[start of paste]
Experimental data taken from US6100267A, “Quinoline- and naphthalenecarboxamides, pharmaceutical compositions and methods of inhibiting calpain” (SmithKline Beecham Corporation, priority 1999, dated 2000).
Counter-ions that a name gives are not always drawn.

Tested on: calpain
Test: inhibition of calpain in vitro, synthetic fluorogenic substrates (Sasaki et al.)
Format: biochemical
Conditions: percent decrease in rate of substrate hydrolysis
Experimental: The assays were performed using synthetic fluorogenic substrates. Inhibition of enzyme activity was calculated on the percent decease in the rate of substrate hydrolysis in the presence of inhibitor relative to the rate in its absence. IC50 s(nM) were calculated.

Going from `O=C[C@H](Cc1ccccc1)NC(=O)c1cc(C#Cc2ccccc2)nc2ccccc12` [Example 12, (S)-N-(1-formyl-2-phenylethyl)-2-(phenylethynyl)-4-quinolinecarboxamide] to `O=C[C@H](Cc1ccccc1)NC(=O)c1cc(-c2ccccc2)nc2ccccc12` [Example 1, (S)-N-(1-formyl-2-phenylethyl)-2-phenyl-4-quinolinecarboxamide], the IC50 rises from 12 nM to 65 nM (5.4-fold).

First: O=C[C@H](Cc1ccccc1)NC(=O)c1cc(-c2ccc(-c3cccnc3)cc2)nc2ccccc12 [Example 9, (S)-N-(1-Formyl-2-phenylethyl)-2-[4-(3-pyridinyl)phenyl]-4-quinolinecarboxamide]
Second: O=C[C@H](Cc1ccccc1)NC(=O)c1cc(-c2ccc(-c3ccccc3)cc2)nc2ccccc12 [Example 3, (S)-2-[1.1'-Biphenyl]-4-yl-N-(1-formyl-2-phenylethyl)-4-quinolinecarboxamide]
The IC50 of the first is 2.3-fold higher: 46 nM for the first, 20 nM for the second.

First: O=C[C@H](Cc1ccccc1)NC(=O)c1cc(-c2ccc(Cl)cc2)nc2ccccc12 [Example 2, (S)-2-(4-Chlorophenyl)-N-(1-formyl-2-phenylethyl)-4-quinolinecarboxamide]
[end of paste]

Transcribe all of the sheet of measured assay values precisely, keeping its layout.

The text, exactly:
Experimental data taken from US6100267A, “Quinoline- and naphthalenecarboxamides, pharmaceutical compositions and methods of inhibiting calpain” (SmithKline Beecham Corporation, priority 1999, dated 2000).
Counter-ions that a name gives are not always drawn.

Tested on: calpain
Test: inhibition of calpain in vitro, synthetic fluorogenic substrates (Sasaki et al.)
Format: biochemical
Conditions: percent decrease in rate of substrate hydrolysis
Experimental: The assays were performed using synthetic fluorogenic substrates. Inhibition of enzyme activity was calculated on the percent decease in the rate of substrate hydrolysis in the presence of inhibitor relative to the rate in its absence. IC50 s(nM) were calculated.

Going from `O=C[C@H](Cc1ccccc1)NC(=O)c1cc(C#Cc2ccccc2)nc2ccccc12` [Example 12, (S)-N-(1-formyl-2-phenylethyl)-2-(phenylethynyl)-4-quinolinecarboxamide] to `O=C[C@H](Cc1ccccc1)NC(=O)c1cc(-c2ccccc2)nc2ccccc12` [Example 1, (S)-N-(1-formyl-2-phenylethyl)-2-phenyl-4-quinolinecarboxamide], the IC50 rises from 12 nM to 65 nM (5.4-fold).

First: O=C[C@H](Cc1ccccc1)NC(=O)c1cc(-c2ccc(-c3cccnc3)cc2)nc2ccccc12 [Example 9, (S)-N-(1-Formyl-2-phenylethyl)-2-[4-(3-pyridinyl)phenyl]-4-quinolinecarboxamide]
Second: O=C[C@H](Cc1ccccc1)NC(=O)c1cc(-c2ccc(-c3ccccc3)cc2)nc2ccccc12 [Example 3, (S)-2-[1.1'-Biphenyl]-4-yl-N-(1-formyl-2-phenylethyl)-4-quinolinecarboxamide]
The IC50 of the first is 2.3-fold higher: 46 nM for the first, 20 nM for the second.

First: O=C[C@H](Cc1ccccc1)NC(=O)c1cc(-c2ccc(Cl)cc2)nc2ccccc12 [Example 2, (S)-2-(4-Chlorophenyl)-N-(1-formyl-2-phenylethyl)-4-quinolinecarboxamide]